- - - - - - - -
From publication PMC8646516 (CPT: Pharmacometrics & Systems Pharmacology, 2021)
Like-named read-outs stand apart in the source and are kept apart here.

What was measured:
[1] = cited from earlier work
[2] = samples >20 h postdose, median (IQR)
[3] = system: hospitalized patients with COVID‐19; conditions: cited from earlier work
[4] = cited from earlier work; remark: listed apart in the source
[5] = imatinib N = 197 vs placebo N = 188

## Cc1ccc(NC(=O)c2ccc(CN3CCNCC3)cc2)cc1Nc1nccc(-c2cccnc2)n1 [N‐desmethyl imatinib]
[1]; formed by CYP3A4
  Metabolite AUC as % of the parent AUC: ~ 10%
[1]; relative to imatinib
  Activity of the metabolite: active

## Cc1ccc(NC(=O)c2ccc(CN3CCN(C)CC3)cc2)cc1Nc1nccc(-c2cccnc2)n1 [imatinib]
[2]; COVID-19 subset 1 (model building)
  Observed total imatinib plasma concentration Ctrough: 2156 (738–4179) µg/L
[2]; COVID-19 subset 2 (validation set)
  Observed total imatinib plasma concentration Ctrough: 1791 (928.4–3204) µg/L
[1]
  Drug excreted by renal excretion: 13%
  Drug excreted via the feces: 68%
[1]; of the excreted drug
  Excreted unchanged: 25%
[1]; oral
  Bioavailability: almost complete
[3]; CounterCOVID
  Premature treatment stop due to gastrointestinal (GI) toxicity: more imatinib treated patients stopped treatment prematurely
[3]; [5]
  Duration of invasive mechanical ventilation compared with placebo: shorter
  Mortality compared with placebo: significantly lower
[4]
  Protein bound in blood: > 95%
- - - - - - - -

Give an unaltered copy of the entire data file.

From publication PMC8646516 (CPT: Pharmacometrics & Systems Pharmacology, 2021)
Like-named read-outs stand apart in the source and are kept apart here.

What was measured:
[1] = cited from earlier work
[2] = samples >20 h postdose, median (IQR)
[3] = system: hospitalized patients with COVID‐19; conditions: cited from earlier work
[4] = cited from earlier work; remark: listed apart in the source
[5] = imatinib N = 197 vs placebo N = 188

## Cc1ccc(NC(=O)c2ccc(CN3CCNCC3)cc2)cc1Nc1nccc(-c2cccnc2)n1 [N‐desmethyl imatinib]
[1]; formed by CYP3A4
  Metabolite AUC as % of the parent AUC: ~ 10%
[1]; relative to imatinib
  Activity of the metabolite: active

## Cc1ccc(NC(=O)c2ccc(CN3CCN(C)CC3)cc2)cc1Nc1nccc(-c2cccnc2)n1 [imatinib]
[2]; COVID-19 subset 1 (model building)
  Observed total imatinib plasma concentration Ctrough: 2156 (738–4179) µg/L
[2]; COVID-19 subset 2 (validation set)
  Observed total imatinib plasma concentration Ctrough: 1791 (928.4–3204) µg/L
[1]
  Drug excreted by renal excretion: 13%
  Drug excreted via the feces: 68%
[1]; of the excreted drug
  Excreted unchanged: 25%
[1]; oral
  Bioavailability: almost complete
[3]; CounterCOVID
  Premature treatment stop due to gastrointestinal (GI) toxicity: more imatinib treated patients stopped treatment prematurely
[3]; [5]
  Duration of invasive mechanical ventilation compared with placebo: shorter
  Mortality compared with placebo: significantly lower
[4]
  Protein bound in blood: > 95%